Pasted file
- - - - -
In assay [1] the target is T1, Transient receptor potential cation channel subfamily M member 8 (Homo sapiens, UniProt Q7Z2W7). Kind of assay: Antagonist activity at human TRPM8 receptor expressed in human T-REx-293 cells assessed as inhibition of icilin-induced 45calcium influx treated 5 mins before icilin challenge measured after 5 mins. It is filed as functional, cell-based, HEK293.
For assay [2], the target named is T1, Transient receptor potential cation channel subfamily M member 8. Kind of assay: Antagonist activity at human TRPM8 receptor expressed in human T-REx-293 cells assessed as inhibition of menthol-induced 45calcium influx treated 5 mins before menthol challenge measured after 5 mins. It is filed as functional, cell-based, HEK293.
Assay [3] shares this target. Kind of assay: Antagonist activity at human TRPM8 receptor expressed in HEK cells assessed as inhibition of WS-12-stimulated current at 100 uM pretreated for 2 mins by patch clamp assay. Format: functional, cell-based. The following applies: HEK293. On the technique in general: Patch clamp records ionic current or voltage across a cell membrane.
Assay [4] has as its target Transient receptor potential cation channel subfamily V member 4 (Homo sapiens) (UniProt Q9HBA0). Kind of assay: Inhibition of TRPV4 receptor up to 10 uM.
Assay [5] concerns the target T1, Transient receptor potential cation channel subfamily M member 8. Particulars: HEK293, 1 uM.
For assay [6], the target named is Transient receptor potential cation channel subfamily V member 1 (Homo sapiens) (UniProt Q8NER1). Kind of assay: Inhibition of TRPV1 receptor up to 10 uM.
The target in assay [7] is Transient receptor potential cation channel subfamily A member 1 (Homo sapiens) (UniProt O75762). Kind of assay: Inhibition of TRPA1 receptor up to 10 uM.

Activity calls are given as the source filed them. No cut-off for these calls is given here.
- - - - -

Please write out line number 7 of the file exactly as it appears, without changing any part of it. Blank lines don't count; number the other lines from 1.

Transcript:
The target in assay [7] is Transient receptor potential cation channel subfamily A member 1 (Homo sapiens) (UniProt O75762). Kind of assay: Inhibition of TRPA1 receptor up to 10 uM.